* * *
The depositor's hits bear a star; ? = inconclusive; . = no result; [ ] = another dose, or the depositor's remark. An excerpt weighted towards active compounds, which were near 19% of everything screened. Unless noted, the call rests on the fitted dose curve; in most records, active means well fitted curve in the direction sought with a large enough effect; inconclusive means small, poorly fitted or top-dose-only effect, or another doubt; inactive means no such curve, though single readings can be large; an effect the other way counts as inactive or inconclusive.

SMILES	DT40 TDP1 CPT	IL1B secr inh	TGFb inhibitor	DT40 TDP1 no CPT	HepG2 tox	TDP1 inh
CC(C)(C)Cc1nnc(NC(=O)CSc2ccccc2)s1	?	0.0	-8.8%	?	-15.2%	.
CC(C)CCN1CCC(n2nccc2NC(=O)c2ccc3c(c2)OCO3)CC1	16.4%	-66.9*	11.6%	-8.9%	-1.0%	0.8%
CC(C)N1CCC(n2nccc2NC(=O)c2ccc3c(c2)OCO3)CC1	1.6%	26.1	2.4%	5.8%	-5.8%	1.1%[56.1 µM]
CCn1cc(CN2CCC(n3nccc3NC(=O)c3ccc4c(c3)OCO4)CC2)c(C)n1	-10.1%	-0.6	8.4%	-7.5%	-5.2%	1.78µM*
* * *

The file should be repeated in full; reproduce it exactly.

The depositor's hits bear a star; ? = inconclusive; . = no result; [ ] = another dose, or the depositor's remark. An excerpt weighted towards active compounds, which were near 19% of everything screened. Unless noted, the call rests on the fitted dose curve; in most records, active means well fitted curve in the direction sought with a large enough effect; inconclusive means small, poorly fitted or top-dose-only effect, or another doubt; inactive means no such curve, though single readings can be large; an effect the other way counts as inactive or inconclusive.

SMILES	DT40 TDP1 CPT	IL1B secr inh	TGFb inhibitor	DT40 TDP1 no CPT	HepG2 tox	TDP1 inh
CC(C)(C)Cc1nnc(NC(=O)CSc2ccccc2)s1	?	0.0	-8.8%	?	-15.2%	.
CC(C)CCN1CCC(n2nccc2NC(=O)c2ccc3c(c2)OCO3)CC1	16.4%	-66.9*	11.6%	-8.9%	-1.0%	0.8%
CC(C)N1CCC(n2nccc2NC(=O)c2ccc3c(c2)OCO3)CC1	1.6%	26.1	2.4%	5.8%	-5.8%	1.1%[56.1 µM]
CCn1cc(CN2CCC(n3nccc3NC(=O)c3ccc4c(c3)OCO4)CC2)c(C)n1	-10.1%	-0.6	8.4%	-7.5%	-5.2%	1.78µM*